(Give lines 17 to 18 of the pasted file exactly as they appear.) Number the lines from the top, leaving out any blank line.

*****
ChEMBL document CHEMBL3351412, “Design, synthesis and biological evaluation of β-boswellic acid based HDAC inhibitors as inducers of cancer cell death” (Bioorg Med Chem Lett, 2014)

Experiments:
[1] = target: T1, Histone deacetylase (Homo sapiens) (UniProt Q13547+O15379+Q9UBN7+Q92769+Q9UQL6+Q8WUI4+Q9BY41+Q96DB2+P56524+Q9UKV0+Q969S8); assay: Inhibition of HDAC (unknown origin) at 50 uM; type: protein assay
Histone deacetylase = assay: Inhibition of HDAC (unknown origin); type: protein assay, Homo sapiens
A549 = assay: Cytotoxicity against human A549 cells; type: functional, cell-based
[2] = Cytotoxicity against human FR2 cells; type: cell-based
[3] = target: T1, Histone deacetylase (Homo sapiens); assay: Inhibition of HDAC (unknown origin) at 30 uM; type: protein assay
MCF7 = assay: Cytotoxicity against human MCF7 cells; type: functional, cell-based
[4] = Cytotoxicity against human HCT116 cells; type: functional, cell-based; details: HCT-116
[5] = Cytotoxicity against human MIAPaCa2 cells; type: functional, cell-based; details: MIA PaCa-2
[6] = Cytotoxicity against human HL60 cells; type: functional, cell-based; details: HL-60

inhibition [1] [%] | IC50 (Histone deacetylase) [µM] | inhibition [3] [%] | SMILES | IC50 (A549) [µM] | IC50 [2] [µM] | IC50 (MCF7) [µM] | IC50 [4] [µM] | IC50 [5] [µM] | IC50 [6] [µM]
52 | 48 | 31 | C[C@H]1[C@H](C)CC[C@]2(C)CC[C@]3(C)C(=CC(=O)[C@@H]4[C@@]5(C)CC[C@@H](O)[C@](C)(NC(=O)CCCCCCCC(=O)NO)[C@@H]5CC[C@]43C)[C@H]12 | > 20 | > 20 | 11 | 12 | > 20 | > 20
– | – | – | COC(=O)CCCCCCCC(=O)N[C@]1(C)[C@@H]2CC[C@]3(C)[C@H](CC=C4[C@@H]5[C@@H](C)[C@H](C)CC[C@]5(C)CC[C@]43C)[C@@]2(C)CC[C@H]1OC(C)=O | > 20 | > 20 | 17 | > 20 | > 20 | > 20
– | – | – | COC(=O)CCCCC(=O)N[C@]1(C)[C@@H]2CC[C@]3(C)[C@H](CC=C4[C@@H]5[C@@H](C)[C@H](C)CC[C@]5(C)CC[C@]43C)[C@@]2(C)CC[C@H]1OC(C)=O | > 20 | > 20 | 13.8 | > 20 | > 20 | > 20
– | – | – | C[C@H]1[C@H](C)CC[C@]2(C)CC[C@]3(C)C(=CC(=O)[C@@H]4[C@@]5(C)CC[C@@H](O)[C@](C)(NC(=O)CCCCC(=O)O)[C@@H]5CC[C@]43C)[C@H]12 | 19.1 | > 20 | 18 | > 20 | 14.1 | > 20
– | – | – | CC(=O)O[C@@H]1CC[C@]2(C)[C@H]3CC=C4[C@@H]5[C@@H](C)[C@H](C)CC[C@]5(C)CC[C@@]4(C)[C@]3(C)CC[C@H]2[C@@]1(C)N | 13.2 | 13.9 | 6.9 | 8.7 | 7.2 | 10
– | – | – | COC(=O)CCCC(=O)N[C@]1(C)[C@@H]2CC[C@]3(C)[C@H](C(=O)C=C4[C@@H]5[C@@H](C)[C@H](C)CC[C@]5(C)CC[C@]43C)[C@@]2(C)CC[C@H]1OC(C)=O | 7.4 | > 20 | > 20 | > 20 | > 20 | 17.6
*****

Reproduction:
– | – | – | CC(=O)O[C@@H]1CC[C@]2(C)[C@H]3CC=C4[C@@H]5[C@@H](C)[C@H](C)CC[C@]5(C)CC[C@@]4(C)[C@]3(C)CC[C@H]2[C@@]1(C)N | 13.2 | 13.9 | 6.9 | 8.7 | 7.2 | 10
– | – | – | COC(=O)CCCC(=O)N[C@]1(C)[C@@H]2CC[C@]3(C)[C@H](C(=O)C=C4[C@@H]5[C@@H](C)[C@H](C)CC[C@]5(C)CC[C@]43C)[C@@]2(C)CC[C@H]1OC(C)=O | 7.4 | > 20 | > 20 | > 20 | > 20 | 17.6